Specific concerns of Book 2.0 will include the changing roles and functions of the book, as perceived from both the makers' and the users' points of view; new developments in the technology of the production and distribution of books, and on the future of 'traditional' book-making crafts. Book 2.0  also aims to bring its readers reviews and examples of the most innovative and exciting writing and book making. Book 2.0 will seek to balance theoretical articles and papers with practice-based research by leading book artists, illustrators and authors (including examples of their work). We therefore intend to include samples from new and especially innovative artists' books, web pages and texts.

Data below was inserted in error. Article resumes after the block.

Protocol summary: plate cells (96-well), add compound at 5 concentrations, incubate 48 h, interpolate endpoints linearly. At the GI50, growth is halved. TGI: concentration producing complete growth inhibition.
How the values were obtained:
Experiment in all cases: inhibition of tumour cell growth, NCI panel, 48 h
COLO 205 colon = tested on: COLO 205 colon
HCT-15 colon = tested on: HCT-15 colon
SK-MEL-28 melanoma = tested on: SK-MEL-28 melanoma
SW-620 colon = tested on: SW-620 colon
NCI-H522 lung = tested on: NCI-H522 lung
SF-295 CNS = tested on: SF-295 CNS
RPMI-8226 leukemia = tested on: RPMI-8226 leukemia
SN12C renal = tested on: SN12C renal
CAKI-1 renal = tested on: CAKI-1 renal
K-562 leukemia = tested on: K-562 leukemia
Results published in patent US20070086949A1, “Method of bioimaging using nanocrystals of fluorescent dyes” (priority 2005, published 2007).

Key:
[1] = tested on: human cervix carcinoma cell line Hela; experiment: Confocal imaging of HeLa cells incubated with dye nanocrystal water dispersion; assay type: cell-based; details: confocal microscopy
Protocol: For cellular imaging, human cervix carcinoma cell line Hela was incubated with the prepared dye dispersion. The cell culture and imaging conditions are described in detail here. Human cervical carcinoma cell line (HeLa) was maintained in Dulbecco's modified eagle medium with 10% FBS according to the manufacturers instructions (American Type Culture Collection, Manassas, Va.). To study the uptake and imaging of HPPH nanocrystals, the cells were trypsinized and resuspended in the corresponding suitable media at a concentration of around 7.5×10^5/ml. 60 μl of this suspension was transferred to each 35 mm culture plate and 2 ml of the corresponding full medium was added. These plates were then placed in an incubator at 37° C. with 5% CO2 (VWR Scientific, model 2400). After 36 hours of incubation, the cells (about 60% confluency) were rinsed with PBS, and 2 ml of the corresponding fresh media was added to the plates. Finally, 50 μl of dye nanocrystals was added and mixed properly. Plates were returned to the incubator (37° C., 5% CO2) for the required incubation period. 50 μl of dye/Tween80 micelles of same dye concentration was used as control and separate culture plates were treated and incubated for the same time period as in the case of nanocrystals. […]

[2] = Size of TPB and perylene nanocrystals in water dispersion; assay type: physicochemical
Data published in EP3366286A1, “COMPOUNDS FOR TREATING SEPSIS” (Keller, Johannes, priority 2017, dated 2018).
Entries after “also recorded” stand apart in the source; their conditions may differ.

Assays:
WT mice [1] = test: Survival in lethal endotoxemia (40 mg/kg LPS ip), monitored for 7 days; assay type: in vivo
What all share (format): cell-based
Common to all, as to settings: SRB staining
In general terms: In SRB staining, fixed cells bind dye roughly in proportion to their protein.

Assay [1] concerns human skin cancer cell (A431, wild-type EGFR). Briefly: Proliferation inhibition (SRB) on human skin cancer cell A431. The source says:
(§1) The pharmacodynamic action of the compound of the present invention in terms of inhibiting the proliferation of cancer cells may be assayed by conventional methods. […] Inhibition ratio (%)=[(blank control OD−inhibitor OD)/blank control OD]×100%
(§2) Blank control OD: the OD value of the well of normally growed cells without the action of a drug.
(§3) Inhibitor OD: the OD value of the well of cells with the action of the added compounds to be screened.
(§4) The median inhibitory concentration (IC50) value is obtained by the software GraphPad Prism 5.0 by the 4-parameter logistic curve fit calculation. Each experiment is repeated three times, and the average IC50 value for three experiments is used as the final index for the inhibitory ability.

Book 2.0 will also seek to provide a forum for promoting and sharing the most innovative and progressive practice in the teaching of writing, illustration, book design, production and publishing in the secondary, FE and HE sectors.
In this blog, we intend to publish occasional short peer-reviewed articles, reviews, and selected correspondence connected with Book 2.0,  in addition to the print and online issues of the journal.  We hope you enjoy the blog.
If you wish to read Issue 1, Volume 1 of Book 2.0  for free, please go to,id=198/
If you would like to submit an article, review or letter to be considered for inclusion in this blog, please send it by email to: and